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36 What? came the word of God out from you? or came it unto you only?

37 If any man think himself to be a prophet, or spiritual, let him acknowledge that the things that I write unto you are the commandments of the Lord.

38 But if any man be ignorant, let him be ignorant.

Verse 8. "If the trumpet give an uncertain sound,” &c.—It is well known that trumpets were exclusively employed in almost all ancient armies, for the purpose of directing the movements of the soldiers, and informing them what they were to do as when to attack, advance, or retreat. This was the custom in even the most early Jewish armies, as the Law directed two silver trumpets to be made for the purpose (Num. x. 1, 2, 9). Of course, a distinction of tones was necessary, to express the various intimations which were in this manner conveyed; and if the trumpeter did not give the proper intonation, the soldiers could not tell how to act, or were in danger, from misconception, of acting wrongly.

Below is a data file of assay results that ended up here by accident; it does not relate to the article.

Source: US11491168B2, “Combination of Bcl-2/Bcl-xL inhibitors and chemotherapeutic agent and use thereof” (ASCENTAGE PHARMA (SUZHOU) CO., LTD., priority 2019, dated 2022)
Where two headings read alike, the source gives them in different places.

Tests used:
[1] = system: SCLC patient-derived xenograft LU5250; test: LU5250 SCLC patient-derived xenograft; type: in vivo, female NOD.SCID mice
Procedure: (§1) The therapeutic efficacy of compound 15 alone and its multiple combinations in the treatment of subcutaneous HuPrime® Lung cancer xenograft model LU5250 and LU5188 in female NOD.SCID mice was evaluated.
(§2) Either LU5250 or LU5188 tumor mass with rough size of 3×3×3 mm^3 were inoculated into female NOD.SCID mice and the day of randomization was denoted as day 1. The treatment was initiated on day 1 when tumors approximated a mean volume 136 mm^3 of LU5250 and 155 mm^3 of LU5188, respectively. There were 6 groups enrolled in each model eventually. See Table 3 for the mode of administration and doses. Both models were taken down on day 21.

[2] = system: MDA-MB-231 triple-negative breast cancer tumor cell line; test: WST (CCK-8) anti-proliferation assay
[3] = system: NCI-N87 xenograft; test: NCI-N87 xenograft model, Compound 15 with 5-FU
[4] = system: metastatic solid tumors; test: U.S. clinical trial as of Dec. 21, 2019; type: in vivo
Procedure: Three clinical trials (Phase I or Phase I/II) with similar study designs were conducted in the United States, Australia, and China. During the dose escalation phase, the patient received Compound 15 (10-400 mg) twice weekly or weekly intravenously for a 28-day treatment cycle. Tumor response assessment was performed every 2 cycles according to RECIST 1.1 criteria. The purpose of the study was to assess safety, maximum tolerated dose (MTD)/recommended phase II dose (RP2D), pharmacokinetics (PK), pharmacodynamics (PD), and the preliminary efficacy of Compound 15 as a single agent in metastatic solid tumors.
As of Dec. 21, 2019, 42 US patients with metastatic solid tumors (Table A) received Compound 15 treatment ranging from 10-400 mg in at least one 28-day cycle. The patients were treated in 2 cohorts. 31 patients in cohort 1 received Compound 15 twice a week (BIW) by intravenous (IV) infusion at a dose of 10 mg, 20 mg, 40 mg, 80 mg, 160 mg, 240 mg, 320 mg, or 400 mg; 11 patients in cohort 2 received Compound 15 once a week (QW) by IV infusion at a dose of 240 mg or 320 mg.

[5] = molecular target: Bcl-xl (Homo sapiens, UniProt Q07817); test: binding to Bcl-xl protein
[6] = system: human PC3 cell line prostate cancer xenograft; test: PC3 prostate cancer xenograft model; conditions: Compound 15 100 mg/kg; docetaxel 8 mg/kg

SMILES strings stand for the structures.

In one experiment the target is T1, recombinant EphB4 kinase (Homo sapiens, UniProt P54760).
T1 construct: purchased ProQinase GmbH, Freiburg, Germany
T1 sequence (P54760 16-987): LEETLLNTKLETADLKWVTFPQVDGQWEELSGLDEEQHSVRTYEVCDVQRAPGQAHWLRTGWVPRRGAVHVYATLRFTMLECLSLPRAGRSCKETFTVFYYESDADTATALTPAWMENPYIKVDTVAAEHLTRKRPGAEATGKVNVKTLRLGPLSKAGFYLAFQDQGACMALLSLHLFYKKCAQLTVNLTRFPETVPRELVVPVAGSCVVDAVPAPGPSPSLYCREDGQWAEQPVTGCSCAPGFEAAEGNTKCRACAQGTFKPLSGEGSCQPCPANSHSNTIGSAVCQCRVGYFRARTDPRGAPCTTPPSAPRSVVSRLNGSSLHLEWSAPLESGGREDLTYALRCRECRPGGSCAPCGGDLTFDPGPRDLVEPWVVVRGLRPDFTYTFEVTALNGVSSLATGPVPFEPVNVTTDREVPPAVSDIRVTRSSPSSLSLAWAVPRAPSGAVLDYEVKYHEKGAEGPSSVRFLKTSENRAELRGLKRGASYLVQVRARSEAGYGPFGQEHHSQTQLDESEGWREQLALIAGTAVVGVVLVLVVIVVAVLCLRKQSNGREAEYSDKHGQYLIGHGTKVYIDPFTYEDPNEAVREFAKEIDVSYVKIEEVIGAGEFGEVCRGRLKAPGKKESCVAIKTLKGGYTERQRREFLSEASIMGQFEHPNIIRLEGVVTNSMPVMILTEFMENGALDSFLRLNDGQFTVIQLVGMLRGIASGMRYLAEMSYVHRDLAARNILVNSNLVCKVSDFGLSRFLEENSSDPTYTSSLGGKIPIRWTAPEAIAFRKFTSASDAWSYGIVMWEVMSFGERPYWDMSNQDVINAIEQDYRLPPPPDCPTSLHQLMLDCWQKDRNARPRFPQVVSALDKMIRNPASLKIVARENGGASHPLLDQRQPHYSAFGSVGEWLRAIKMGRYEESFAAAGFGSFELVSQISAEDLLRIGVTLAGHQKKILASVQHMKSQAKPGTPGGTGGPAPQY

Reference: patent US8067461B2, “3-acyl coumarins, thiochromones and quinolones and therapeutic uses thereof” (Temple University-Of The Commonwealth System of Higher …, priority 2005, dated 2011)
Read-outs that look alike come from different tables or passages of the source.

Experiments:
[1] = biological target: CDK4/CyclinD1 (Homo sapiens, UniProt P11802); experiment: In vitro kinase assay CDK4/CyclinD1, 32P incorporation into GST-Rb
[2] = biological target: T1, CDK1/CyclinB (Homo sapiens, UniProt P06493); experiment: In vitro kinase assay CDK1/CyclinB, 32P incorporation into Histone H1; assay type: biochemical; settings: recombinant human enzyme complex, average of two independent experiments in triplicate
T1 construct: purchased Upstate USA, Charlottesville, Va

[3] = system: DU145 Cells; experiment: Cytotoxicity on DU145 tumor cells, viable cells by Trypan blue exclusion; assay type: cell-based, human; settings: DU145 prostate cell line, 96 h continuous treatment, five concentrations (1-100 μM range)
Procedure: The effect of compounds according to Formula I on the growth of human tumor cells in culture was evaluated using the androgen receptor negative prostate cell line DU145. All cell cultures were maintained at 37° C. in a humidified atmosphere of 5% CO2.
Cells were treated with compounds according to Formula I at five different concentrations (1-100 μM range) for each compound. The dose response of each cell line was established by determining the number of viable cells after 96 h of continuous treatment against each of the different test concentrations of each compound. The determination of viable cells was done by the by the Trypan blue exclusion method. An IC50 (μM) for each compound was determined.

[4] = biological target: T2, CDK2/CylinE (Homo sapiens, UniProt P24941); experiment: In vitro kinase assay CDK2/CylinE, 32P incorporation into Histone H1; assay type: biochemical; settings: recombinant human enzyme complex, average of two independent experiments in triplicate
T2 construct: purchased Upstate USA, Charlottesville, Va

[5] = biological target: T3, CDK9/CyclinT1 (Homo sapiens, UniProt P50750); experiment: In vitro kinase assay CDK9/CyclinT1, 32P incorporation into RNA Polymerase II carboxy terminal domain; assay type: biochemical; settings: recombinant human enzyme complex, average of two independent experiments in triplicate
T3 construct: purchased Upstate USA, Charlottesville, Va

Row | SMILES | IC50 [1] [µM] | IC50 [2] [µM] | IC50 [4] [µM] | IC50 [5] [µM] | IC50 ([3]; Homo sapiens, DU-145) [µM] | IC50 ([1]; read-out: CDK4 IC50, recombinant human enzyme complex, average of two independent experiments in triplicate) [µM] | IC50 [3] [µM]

39 Wherefore, brethren, covet to prophesy, and forbid not to speak with tongues. 40 Let all things be done decently and in order.

16. "He that occupieth the room of the unlearned.”—Not an individual of their number representing them and acting for them, but any one among them, that is, any of them. The word rendered "unlearned" (ns) we have already had occasion to explain as denoting a person not professedly learned or holding any public office or character-that is, strictly, private persons; meaning, in the present text, the private members of the church, or the audience, as distinguished from the teachers.